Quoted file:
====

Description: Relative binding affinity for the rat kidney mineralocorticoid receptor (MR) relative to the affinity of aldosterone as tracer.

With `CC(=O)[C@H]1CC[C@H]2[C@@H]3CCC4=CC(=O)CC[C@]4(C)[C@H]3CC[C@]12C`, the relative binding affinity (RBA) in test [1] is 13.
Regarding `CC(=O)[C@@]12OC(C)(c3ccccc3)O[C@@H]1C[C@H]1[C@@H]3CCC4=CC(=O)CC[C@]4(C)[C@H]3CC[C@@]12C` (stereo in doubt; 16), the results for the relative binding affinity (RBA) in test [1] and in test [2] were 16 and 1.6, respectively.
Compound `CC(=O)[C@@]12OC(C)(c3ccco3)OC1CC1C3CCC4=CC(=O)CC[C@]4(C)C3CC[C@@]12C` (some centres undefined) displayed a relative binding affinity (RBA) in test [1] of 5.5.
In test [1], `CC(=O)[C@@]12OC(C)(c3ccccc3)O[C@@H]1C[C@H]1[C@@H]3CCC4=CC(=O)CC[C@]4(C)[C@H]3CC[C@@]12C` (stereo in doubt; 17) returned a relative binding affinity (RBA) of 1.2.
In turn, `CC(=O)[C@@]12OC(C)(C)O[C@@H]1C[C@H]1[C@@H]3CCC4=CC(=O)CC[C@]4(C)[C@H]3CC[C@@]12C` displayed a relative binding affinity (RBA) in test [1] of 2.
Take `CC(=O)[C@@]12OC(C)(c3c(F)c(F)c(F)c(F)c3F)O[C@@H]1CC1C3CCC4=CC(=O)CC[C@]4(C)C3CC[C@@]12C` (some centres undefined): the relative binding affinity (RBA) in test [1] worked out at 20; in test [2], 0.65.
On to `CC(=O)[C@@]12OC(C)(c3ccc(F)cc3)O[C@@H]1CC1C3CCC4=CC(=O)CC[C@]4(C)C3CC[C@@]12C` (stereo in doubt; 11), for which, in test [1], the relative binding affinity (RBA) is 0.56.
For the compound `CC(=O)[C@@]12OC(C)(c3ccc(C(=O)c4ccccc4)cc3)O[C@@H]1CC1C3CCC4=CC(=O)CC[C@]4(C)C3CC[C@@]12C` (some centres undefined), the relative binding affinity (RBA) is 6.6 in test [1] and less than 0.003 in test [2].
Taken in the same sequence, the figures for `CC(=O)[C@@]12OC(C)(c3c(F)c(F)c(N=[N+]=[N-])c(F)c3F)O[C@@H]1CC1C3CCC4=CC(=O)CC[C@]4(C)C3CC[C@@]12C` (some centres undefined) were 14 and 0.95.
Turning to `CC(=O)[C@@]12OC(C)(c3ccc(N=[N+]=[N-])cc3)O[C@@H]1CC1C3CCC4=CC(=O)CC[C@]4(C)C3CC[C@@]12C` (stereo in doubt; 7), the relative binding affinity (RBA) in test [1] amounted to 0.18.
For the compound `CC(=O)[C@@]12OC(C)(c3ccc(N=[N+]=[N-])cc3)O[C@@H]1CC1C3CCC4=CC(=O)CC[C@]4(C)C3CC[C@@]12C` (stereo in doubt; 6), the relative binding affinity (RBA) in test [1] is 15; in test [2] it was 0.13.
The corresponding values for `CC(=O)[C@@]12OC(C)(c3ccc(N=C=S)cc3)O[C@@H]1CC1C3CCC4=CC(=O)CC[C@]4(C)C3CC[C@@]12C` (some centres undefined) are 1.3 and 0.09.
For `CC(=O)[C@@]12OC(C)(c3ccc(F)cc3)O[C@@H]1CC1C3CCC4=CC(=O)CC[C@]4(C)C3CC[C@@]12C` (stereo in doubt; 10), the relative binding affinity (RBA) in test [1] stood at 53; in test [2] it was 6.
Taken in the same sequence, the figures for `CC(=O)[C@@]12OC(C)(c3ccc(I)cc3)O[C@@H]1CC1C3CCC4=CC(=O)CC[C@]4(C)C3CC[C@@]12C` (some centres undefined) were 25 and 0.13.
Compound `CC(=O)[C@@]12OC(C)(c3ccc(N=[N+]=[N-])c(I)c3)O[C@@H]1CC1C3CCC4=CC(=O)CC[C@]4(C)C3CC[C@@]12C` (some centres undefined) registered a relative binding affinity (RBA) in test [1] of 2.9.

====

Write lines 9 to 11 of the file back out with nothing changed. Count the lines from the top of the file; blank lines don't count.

For the compound `CC(=O)[C@@]12OC(C)(c3ccc(C(=O)c4ccccc4)cc3)O[C@@H]1CC1C3CCC4=CC(=O)CC[C@]4(C)C3CC[C@@]12C` (some centres undefined), the relative binding affinity (RBA) is 6.6 in test [1] and less than 0.003 in test [2].
Taken in the same sequence, the figures for `CC(=O)[C@@]12OC(C)(c3c(F)c(F)c(N=[N+]=[N-])c(F)c3F)O[C@@H]1CC1C3CCC4=CC(=O)CC[C@]4(C)C3CC[C@@]12C` (some centres undefined) were 14 and 0.95.
Turning to `CC(=O)[C@@]12OC(C)(c3ccc(N=[N+]=[N-])cc3)O[C@@H]1CC1C3CCC4=CC(=O)CC[C@]4(C)C3CC[C@@]12C` (stereo in doubt; 7), the relative binding affinity (RBA) in test [1] amounted to 0.18.